It was a heady time for TV in the 1990s. Adam Strong shares stories about what it was like working at a public television studio in the ’90s.
Before you went into Television, you wanted to produce something good. Then, you graduated, you lived in England, bummed around taking temp jobs and having adventures. When you got back, you had to get a job, at the commercial station, you worked the night shift. You got high and switched between the bland soup of TV commercials and the wedding cake and neon pomp of the local 10 O’Clock News. It was a TV station, but it was a TV station without a soul; ABC News, Nightline, continuous analysis of the same story: Monica Lewinsky, Bill Clinton, Newt Gingrich, Monday Night Football.
Your co-workers worked in Television because they worshipped the box. They raised kids to watch TV with the same sense of reverence they had. One of your co-workers would come running in when there was a beautiful woman on the screen and, right away, he felt the need to capture this wonderful moment of a beautiful woman on screen, “We need to be rolling tape on this one, man.”
You stood there, you didn’t grab a tape.
After the 10 O’Clock News, most nights were quiet, just you filing tapes away. The sports guy ruined your buzz, you are listening to the satellite alternative music channel, weird videos 24/7 cranked loud; men in Beatles suits sing, “Destination Ursa Major.” You were singing along when Terry Chick, the sports guy, walked in.
Terry had a serious dome bouffant, enormous eyebrows covering up two slits for eyes. He’d want you to stop what you were doing and help him. He wanted to talk about NASCAR, he wanted to talk about Golf, NCAA Football. He had this bad-cologne, grope-y, used-car salesman vibe.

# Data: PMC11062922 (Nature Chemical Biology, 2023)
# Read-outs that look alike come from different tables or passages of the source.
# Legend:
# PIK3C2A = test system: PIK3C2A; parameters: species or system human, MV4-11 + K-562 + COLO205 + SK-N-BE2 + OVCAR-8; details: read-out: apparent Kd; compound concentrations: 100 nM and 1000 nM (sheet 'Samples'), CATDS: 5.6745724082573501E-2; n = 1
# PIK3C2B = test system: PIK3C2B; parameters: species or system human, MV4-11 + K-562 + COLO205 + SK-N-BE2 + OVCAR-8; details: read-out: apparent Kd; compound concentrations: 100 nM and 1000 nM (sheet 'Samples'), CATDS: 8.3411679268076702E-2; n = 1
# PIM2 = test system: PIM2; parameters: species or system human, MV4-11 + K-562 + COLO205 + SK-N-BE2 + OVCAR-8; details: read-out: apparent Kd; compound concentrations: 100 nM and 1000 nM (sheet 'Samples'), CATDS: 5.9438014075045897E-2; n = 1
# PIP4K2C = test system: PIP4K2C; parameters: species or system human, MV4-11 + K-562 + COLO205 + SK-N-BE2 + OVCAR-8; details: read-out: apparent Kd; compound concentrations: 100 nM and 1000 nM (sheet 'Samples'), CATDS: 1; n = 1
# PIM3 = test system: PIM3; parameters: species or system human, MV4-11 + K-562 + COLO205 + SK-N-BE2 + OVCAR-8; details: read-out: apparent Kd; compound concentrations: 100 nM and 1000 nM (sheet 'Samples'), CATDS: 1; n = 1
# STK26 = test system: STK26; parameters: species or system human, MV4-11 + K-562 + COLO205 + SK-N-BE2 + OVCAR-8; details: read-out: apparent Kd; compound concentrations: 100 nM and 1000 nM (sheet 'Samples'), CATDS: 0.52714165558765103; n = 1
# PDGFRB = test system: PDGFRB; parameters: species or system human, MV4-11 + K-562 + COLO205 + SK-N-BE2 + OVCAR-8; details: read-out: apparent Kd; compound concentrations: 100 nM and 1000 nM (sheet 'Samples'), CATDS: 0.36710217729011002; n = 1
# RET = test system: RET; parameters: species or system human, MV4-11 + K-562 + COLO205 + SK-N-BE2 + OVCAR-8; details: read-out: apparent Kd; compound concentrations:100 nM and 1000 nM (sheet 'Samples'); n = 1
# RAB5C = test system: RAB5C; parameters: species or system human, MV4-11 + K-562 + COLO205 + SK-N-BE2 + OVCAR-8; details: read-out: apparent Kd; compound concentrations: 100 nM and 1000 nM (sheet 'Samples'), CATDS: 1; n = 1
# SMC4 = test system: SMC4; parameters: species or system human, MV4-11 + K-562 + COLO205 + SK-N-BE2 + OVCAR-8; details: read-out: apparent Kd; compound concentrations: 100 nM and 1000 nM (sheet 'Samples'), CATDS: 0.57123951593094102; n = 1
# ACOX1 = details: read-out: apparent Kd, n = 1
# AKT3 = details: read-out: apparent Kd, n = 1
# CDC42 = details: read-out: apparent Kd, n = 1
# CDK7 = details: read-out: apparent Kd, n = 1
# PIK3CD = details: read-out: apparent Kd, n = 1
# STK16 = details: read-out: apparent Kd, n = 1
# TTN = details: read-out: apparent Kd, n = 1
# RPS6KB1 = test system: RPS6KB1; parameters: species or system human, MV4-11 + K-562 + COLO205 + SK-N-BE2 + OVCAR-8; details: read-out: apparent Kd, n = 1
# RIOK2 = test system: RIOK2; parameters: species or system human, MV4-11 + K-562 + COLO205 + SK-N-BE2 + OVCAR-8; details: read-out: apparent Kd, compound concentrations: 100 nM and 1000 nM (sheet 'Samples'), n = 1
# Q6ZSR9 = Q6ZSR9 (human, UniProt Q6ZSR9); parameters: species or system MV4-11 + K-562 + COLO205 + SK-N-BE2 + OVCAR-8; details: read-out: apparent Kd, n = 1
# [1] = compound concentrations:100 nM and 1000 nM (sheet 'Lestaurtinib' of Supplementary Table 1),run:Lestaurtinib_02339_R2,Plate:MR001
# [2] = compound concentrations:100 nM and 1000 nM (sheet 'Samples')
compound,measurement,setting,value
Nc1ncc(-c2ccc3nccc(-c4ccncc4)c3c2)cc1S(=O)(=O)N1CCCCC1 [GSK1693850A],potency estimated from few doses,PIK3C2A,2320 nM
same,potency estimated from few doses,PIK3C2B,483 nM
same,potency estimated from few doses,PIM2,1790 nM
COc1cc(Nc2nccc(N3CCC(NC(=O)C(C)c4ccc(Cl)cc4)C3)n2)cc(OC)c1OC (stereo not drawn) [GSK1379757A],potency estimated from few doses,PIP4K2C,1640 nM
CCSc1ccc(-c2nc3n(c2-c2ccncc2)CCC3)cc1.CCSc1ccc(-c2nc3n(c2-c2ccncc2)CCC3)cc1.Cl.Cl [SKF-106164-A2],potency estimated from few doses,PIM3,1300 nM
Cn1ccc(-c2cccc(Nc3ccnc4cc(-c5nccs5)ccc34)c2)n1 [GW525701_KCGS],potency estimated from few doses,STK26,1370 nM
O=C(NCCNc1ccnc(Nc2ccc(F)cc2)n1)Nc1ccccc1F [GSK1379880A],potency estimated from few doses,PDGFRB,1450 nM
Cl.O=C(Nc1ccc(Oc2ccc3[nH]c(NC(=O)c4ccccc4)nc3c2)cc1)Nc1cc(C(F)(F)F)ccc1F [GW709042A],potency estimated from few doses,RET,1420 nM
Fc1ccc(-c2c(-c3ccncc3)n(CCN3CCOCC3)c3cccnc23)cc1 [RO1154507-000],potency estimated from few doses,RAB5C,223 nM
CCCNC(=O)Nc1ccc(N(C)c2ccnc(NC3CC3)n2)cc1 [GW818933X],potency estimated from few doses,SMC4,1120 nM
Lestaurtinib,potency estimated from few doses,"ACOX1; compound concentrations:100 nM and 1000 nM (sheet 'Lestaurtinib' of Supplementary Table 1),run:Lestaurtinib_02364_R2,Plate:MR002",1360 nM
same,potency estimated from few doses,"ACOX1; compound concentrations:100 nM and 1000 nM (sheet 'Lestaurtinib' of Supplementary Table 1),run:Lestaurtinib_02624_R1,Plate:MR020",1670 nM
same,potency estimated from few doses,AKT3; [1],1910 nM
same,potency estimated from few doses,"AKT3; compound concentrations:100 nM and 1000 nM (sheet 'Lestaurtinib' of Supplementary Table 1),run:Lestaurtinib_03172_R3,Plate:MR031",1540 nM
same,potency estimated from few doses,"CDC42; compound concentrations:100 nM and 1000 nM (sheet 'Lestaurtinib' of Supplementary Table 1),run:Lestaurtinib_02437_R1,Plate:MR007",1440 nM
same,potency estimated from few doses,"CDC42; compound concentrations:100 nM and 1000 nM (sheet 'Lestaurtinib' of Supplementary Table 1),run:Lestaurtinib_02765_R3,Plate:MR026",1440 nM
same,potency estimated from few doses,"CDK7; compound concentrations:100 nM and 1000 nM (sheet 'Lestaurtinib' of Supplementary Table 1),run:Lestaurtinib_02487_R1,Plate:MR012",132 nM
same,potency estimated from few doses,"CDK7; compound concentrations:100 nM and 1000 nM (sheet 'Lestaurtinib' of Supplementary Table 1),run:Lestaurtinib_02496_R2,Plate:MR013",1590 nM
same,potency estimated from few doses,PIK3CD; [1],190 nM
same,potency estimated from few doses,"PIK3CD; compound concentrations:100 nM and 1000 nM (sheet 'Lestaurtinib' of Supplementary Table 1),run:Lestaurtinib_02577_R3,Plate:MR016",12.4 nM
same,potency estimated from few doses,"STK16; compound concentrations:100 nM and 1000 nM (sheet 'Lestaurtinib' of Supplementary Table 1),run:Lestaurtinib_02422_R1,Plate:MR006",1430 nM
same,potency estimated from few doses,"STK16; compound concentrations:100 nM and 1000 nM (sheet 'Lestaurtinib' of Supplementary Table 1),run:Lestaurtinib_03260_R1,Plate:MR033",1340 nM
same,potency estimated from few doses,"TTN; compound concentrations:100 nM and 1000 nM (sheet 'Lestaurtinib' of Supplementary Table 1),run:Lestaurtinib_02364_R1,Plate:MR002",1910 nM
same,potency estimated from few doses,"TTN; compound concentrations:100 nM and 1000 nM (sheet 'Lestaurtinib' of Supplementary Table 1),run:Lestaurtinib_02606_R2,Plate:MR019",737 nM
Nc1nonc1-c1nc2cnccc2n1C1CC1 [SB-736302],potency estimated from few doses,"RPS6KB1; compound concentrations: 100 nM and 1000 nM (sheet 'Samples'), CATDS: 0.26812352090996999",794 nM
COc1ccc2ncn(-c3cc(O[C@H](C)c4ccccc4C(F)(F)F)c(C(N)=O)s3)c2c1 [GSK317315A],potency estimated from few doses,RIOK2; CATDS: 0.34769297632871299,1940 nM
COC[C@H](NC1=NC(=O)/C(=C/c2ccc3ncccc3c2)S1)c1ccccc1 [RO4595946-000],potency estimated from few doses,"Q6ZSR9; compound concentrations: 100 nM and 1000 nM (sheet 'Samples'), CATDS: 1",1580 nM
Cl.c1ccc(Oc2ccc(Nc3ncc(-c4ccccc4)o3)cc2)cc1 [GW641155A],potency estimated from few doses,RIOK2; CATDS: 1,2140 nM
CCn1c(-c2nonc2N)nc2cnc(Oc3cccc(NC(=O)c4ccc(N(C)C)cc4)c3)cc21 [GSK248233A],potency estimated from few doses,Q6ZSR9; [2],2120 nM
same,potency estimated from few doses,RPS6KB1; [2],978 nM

Your shift started at 10:00 p.m., lunch was at 3:00 a.m., quitting time was 6:00 a.m. Your reward? A bong hit or three in front of WKRP in Cincinnati.
Then you drift off to sleep by 7:00 or 8:00 a.m., wake at 4:00 p.m., it’s almost dark. Friends come by for a beer you don’t drink. They leave at 9:00, you go to work.
You start having panic attacks, which feel like your mind’s made out of razor blades.
The pilot light is out. You turned it off back in the summer when you first moved into this one-bedroom shack. You call the power company, wait on hold for an hour for someone to tell you that sending someone to come out to light the pilot light will cost you a couple of hundred dollars. Do you have any really long matches?
You open up the oven to warm up the bedroom. This place is all one room anyway. Get a space heater, have friends over for a bowl and an episode of Seinfeld, maybe a few klump thomps from DJ Shadow on your stereo system. When friends come over, they ask, “Can we go somewhere else?”
You hate the night shift. You work there for only a few months. One night, you lock yourself out for an hour and a half while having a smoke. Your job was to control the station. The station went black for 1.5 hours.
You hate the night shift. You work there for only a few months. One night, you lock yourself out for an hour and a half while having a smoke. Your job was to control the station. The station went black for 1.5 hours. No commercials, no programs, nothing. The people who paid for commercials got 90 minutes of dead air and an absent master control operator.
The next day, you quit before they can fire you. You show up to South Carolina ETV, you start in Marketing. A shirt and a tie and a boss who takes every advantage of every privilege the good ole boy system will allow. One night, you run into your boss at local bar Group Therapy. He is more loaded than you are. Ron and his friends buy you a shot, then another.
The next day is rough, but you manage to come in. You only make six dollars an hour. You’d better make it in. He calls in sick. You do all the orders and all you can remember is his pale ass dancing to Steve Miller the night before.
One day, he doesn’t come back.